While I’m criticizing Austin Cline, I also want to say something about his article on burden of proof in the context of the atheism vs theism debate. Again, I have nothing against Cline, and in fact he brings up several points that I agree with:
A more accurate label would be a “burden of support” — the key is that a person must support what they are saying. This can involve empirical evidence, logical arguments, and even positive proof.
The “burden of proof” is not something static which one party must always carry; rather, it is something which legitimately shifts during the course of a debate as arguments and counter-arguments are made.
The part I disagree with Cline’s assertion that the (initial) burden of proof “always lies with the person who is making a claim, not the person who is hearing the claim and who may not initially believe it.”
This leaves open the question of who has the initial burden of proof when both people are making claims. For example, what if the theist claims there is a god, and I claim there is no god? According to Cline, atheism refers to people who make no claims about gods, and thus atheists don’t have the initial burden of proof. However, I am part of the subset of atheists who positively claims there are no gods, so where does that leave me?
In my analysis, burden of proof is the answer to three different questions:
- Who wins if no further arguments are made?
- Who should win if no further arguments are made?
- Whose turn is it to advance the argument?
1. Who wins if no further arguments are made?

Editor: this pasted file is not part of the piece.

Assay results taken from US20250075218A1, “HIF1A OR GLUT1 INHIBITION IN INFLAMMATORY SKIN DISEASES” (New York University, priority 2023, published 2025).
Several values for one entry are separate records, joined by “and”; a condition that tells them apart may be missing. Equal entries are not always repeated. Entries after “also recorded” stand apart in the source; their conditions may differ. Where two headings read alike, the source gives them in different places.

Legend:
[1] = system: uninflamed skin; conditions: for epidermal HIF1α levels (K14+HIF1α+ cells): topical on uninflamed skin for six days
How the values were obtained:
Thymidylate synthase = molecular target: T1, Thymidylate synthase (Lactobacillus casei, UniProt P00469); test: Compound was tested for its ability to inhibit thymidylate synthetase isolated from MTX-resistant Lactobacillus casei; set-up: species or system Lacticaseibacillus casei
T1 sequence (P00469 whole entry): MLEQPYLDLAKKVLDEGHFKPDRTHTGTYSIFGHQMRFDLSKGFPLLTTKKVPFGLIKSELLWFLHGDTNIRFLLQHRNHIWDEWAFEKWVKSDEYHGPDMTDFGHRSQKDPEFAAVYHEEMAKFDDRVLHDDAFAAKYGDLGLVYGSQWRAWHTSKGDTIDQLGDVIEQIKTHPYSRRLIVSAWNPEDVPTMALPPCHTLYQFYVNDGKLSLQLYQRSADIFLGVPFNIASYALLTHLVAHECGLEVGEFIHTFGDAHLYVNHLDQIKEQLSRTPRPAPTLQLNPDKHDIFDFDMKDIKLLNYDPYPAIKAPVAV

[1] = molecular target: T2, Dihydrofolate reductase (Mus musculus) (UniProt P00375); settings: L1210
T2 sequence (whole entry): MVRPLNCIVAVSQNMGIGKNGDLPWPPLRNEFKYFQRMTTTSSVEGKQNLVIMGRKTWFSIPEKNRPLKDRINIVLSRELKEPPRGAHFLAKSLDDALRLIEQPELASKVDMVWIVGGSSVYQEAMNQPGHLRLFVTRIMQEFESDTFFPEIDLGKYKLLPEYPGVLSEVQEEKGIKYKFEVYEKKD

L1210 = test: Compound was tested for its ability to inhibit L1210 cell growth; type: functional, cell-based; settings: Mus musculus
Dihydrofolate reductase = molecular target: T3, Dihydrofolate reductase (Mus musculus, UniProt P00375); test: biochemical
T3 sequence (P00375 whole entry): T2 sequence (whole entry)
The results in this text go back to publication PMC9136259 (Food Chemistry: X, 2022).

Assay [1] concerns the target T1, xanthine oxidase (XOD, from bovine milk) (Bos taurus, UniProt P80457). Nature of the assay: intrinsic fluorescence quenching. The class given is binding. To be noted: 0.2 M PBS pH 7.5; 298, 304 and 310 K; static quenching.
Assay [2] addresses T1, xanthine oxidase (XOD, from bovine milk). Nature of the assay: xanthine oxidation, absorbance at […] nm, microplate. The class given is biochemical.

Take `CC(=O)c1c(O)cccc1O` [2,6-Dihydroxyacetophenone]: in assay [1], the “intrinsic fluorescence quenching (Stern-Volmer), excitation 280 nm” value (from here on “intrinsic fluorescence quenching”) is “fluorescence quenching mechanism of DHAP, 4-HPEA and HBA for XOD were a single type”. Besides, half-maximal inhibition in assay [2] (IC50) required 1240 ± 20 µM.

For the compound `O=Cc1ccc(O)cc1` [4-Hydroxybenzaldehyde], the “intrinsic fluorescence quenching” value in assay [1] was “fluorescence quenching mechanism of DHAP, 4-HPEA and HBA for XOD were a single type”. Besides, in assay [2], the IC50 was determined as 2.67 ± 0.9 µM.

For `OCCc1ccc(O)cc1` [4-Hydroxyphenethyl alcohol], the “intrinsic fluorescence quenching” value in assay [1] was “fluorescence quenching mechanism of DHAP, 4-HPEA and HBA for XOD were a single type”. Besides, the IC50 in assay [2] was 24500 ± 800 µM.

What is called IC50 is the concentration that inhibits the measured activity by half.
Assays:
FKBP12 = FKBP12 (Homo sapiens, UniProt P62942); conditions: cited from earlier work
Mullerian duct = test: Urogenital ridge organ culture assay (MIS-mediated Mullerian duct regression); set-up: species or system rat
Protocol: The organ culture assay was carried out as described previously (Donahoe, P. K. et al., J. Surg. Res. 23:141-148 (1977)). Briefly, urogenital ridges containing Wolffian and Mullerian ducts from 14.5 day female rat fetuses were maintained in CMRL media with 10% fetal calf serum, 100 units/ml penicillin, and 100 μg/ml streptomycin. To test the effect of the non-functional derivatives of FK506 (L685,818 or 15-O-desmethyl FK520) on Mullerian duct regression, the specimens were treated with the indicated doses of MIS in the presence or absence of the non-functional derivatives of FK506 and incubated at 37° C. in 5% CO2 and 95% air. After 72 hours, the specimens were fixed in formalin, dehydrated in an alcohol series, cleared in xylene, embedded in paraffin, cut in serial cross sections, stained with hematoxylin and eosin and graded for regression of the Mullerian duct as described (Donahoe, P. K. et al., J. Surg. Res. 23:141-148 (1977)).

If no arguments are made, it is easy to see who will win: absolutely nobody. Everybody will just continue to believe the things that they believed before. An absence of argument leads to the status quo. Thus, you could say that the person with the burden of proof is the person who wants to change the status quo. If I want to persuade a theist, and the theist doesn’t really care, guess what, I have the initial burden of proof.
2. Who should win if no further arguments are made?
If no arguments are made, it is harder to say who should win. Imagine that you are an external observer to an argument, and you have to decide who wins purely based on the arguments presented. And then nobody decides to present any arguments. How should you decide?
Your decision can only be guided by heuristics. For instance, Occam’s razor suggests going with the simpler theory. A world without wizards is simpler than a world with wizards, because all that magic stuff is rather complicated. (Which are more complicated: gods or wizards? In my humble opinion, gods.)
From a Bayesian perspective, you’re judging prior probabilities. For instance, the prior probability of wizards is fairly low, and the prior probability that there are no wizards is fairly high. Thus, the side that believes in wizards has the burden of proof. Note that (contra Cline) it doesn’t make a difference whether I believe there are no wizards, or if I simply lack any belief in wizards. The burden of proof is the same.
3. Whose turn is it to advance the argument?
The trouble with burden proof as discussed so far is that nobody wants it. It becomes a way of avoiding responsibility. I say, “you have the burden of proof!” and you say “no, you have the burden of proof!” and we get nowhere. Therefore, I want to present a perspective of burden of proof where it’s not considered a burden. Basically, if you have the burden of proof, that simply means it’s your turn to speak.
The trouble with atheist vs theist arguments is that different people believe in a lot of different gods, and for many different reasons. Usually when I discuss with a theist, I don’t know beforehand what particular god they believe in, or what particular arguments they prefer. Thus, it makes sense for the theist to go first, unless they really want to hear my refutation of the Ontological Argument Nobody Ever Makes (which is a real thing that I do).
That theists have the burden of proof is not a disadvantage, unfortunately quite the opposite. I don’t know where to start when arguing whether gods exist. Gods: less plausible than wizards. And there’s the problem of evil. Your turn.